The images in Samuel Stabler's work on display at Converge Gallery, 140 W. Fourth St., will be familiar to many - one is Jacques-Louis David's "Napoleon Crossing the Alps" and the other is a combination of scenes from "Easy Rider" and "The Searchers" - but the way they're rendered is strikingly different: they're painted to look like they were colored in with yellow highlighter.
"When I apply the highlighter [pigment], I am making these works my own and making them contemporary because the [color] is a new invention of the last 50 years," he said. "I think it's the perfect color for the atomic- and service-sector economy age."
The first artworks Stabler completed in this style were made with highlighter markers - yes, the kind that most students use on a daily basis - but he wasn't happy with the result.
A close-up image of Samuel Stabler's version of 'Napoleon Crossing the Alps' is shown. The work is on display at Converge Gallery, 140 W. Fourth St., until Dec. 22.
"With the early works from this series, I used actual highlighters to create the neon, but I discovered reasons why that wouldn't work in the long term, so the process evolved," he said.
That reason being that the color was too inconsistent. But he still liked the radioactive feeling of the works enough to continue reproducing a similar effect with acrylic paint.
"With the paint, I can control how I vary the neon tones," he said.
Stabler's use of famous images is a tribute to the power of the original works.
"This is a way for me to pay homage to great artists who came before me," he said.
It's also a way to teach people more about historical people and events.
"I draw Napoleon a lot because he is one of those larger-than-life characters that everyone knows about, but few people today actually know what he did," Stabler said.
As for his drawings based on classic films, Stabler likes to play with those a little more.
"The film stills are different from the old master paintings because I can play with the composition," he said. "I would never crop or alter an old master work but I don't feel bad about doing that to film stills for some reason. Manipulating the compositions and pairings gives me a lot of space to explore and experiment and allows for more discovery."
Stabler was born in Atlanta, Ga., in 1984 and moved to Swaziland - officially the Kingdom of Swaziland - in southern Africa when he was 3. One particular memory of this time of his life stands out: "I was chased by a female leopard in Zimbabwe when my brother and I stumbled on her litter," he said. "She circled the camp we were staying in all night and even killed the camp owner's guard dogs. That was pretty crazy. That was our summer camp when we lived in Swaziland."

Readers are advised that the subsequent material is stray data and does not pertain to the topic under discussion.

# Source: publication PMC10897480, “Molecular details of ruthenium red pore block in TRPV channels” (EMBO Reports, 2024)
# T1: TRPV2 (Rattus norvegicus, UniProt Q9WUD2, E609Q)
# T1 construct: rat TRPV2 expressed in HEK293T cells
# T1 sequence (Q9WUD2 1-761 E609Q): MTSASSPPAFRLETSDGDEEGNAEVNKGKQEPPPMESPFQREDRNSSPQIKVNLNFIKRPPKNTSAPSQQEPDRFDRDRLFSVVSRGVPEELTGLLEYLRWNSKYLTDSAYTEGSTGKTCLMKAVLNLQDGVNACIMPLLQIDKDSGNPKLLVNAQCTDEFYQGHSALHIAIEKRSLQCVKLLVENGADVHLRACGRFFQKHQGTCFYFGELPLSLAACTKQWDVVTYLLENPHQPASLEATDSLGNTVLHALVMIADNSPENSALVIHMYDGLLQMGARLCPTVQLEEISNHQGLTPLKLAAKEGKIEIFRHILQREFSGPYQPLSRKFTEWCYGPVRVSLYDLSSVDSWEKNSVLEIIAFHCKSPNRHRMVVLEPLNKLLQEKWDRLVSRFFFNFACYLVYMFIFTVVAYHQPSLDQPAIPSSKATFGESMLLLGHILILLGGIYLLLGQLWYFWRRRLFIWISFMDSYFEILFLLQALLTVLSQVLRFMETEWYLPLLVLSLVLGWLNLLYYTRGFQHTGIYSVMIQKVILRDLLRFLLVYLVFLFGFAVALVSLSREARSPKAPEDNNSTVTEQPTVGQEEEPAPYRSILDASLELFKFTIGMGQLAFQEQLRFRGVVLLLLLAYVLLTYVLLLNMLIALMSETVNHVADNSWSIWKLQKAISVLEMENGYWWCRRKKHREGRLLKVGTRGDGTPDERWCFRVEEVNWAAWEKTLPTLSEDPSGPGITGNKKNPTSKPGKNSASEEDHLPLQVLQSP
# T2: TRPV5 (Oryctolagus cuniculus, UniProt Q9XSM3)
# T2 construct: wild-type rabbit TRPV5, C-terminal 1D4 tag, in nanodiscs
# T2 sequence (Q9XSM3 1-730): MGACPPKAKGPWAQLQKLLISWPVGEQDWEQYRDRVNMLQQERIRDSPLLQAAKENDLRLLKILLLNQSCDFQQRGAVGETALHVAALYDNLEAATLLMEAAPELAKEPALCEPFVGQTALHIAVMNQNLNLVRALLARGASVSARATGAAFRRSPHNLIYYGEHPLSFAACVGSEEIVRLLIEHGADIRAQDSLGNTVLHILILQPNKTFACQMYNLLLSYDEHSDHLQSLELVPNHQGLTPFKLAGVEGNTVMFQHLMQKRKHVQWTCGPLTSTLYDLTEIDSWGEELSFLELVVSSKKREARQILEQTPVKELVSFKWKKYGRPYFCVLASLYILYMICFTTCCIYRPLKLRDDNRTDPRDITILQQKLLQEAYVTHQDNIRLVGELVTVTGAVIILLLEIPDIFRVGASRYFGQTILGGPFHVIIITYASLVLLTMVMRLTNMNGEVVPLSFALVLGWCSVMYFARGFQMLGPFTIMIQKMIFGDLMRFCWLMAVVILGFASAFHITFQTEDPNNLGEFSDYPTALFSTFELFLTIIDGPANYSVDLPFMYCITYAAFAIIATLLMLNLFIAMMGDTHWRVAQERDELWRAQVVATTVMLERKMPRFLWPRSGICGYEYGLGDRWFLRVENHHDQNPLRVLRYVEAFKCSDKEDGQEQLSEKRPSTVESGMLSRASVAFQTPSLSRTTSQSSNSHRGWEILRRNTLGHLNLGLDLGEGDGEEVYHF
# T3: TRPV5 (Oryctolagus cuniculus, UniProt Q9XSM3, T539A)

Stabler also has lived in Barcelona and London and has exhibited his work internationally as well.
"I was showing a good amount in London and in Europe when I lived there," he said. "I went to grad school in London, so I was in a network of talented artists and we all fed off each other."
The artist now lives in Brooklyn with his wife and son in "a small neighborhood called Columbia."
"We are right off the water, which is usually great, but during the hurricane was a bit nerve- racking," he said.
Thankfully, the storm spared his family - even though nearby areas were devastated.
Stabler's first job in NYC was art handling, which required a steep learning curve that he had to quickly adjust to.
"My first week on the job, I was put in a 30-foot truck and given a schedule," he said. "I had to figure where things were and how to get places, all the while navigating the normal obstacles of the city (cops, tourists, assholes, crazies, etc). It was really trial by fire ... it's surreal to be responsible for artworks that you know from art history."
About his own work, Stabler said that he doesn't want it to be taken too seriously.
"I'm not saying I don't want it to be respected or exhibited or criticized," he said. "Moreover, I don't want my work to be exclusive. I don't want the viewer to need to know art theory or relational aesthetics to understand what they are seeing."
Stabler also was careful to say that he doesn't consider himself a sell-out either.
"I am also not admitting to making populist work," he said. "I am making work that reflects what I think about and hopefully, I am interesting enough of a person for that to come through in my work. In short, I want to punch both Thomas Kinkade and Mathew Barney in the neck."
Stabler's work will be on display at Converge Gallery as a part of the "Saints and Sinners" show until Dec. 22.
For more information about the artist and the gallery, visit converge gallery.com.